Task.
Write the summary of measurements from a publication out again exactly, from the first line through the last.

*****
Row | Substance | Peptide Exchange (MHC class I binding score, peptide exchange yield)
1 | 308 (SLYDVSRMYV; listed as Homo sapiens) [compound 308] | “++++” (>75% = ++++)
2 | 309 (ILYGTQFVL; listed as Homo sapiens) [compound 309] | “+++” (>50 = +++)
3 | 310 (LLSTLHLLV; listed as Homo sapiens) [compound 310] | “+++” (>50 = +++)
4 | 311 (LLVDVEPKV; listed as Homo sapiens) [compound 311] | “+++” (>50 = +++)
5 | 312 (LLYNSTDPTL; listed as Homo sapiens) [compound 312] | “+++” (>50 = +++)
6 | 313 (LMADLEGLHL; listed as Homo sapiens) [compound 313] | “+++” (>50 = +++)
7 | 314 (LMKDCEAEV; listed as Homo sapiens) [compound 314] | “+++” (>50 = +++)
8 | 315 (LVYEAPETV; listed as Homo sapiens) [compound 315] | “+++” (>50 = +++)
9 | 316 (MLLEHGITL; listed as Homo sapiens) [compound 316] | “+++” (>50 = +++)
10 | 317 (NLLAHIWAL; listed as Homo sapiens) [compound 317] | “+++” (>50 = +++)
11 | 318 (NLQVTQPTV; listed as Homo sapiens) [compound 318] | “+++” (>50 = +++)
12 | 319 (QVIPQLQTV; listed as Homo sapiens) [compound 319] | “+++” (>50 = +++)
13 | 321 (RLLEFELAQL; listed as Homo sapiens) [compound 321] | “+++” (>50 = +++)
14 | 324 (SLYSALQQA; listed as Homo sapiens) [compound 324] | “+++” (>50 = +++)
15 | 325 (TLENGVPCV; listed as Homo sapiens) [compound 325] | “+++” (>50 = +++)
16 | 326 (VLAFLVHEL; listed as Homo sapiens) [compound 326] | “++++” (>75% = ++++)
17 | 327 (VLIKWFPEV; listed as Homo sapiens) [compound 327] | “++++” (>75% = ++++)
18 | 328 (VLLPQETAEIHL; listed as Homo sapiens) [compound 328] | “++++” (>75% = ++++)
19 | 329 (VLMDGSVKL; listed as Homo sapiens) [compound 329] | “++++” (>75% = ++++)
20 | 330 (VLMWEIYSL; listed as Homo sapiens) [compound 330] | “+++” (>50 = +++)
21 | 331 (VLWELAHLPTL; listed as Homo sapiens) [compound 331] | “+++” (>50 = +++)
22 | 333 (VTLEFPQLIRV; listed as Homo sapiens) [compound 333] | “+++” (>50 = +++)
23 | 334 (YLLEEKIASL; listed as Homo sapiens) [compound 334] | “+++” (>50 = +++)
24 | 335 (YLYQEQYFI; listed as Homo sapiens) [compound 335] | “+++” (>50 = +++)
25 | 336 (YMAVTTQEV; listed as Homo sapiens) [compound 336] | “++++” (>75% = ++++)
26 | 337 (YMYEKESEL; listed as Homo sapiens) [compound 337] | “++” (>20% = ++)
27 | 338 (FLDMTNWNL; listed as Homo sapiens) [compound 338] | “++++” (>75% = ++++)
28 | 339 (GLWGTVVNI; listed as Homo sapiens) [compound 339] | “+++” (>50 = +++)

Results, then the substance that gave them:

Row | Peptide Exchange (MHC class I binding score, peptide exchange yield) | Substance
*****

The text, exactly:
Row | Substance | Peptide Exchange (MHC class I binding score, peptide exchange yield)
1 | 308 (SLYDVSRMYV; listed as Homo sapiens) [compound 308] | “++++” (>75% = ++++)
2 | 309 (ILYGTQFVL; listed as Homo sapiens) [compound 309] | “+++” (>50 = +++)
3 | 310 (LLSTLHLLV; listed as Homo sapiens) [compound 310] | “+++” (>50 = +++)
4 | 311 (LLVDVEPKV; listed as Homo sapiens) [compound 311] | “+++” (>50 = +++)
5 | 312 (LLYNSTDPTL; listed as Homo sapiens) [compound 312] | “+++” (>50 = +++)
6 | 313 (LMADLEGLHL; listed as Homo sapiens) [compound 313] | “+++” (>50 = +++)
7 | 314 (LMKDCEAEV; listed as Homo sapiens) [compound 314] | “+++” (>50 = +++)
8 | 315 (LVYEAPETV; listed as Homo sapiens) [compound 315] | “+++” (>50 = +++)
9 | 316 (MLLEHGITL; listed as Homo sapiens) [compound 316] | “+++” (>50 = +++)
10 | 317 (NLLAHIWAL; listed as Homo sapiens) [compound 317] | “+++” (>50 = +++)
11 | 318 (NLQVTQPTV; listed as Homo sapiens) [compound 318] | “+++” (>50 = +++)
12 | 319 (QVIPQLQTV; listed as Homo sapiens) [compound 319] | “+++” (>50 = +++)
13 | 321 (RLLEFELAQL; listed as Homo sapiens) [compound 321] | “+++” (>50 = +++)
14 | 324 (SLYSALQQA; listed as Homo sapiens) [compound 324] | “+++” (>50 = +++)
15 | 325 (TLENGVPCV; listed as Homo sapiens) [compound 325] | “+++” (>50 = +++)
16 | 326 (VLAFLVHEL; listed as Homo sapiens) [compound 326] | “++++” (>75% = ++++)
17 | 327 (VLIKWFPEV; listed as Homo sapiens) [compound 327] | “++++” (>75% = ++++)
18 | 328 (VLLPQETAEIHL; listed as Homo sapiens) [compound 328] | “++++” (>75% = ++++)
19 | 329 (VLMDGSVKL; listed as Homo sapiens) [compound 329] | “++++” (>75% = ++++)
20 | 330 (VLMWEIYSL; listed as Homo sapiens) [compound 330] | “+++” (>50 = +++)
21 | 331 (VLWELAHLPTL; listed as Homo sapiens) [compound 331] | “+++” (>50 = +++)
22 | 333 (VTLEFPQLIRV; listed as Homo sapiens) [compound 333] | “+++” (>50 = +++)
23 | 334 (YLLEEKIASL; listed as Homo sapiens) [compound 334] | “+++” (>50 = +++)
24 | 335 (YLYQEQYFI; listed as Homo sapiens) [compound 335] | “+++” (>50 = +++)
25 | 336 (YMAVTTQEV; listed as Homo sapiens) [compound 336] | “++++” (>75% = ++++)
26 | 337 (YMYEKESEL; listed as Homo sapiens) [compound 337] | “++” (>20% = ++)
27 | 338 (FLDMTNWNL; listed as Homo sapiens) [compound 338] | “++++” (>75% = ++++)
28 | 339 (GLWGTVVNI; listed as Homo sapiens) [compound 339] | “+++” (>50 = +++)

Results, then the substance that gave them:

Row | Peptide Exchange (MHC class I binding score, peptide exchange yield) | Substance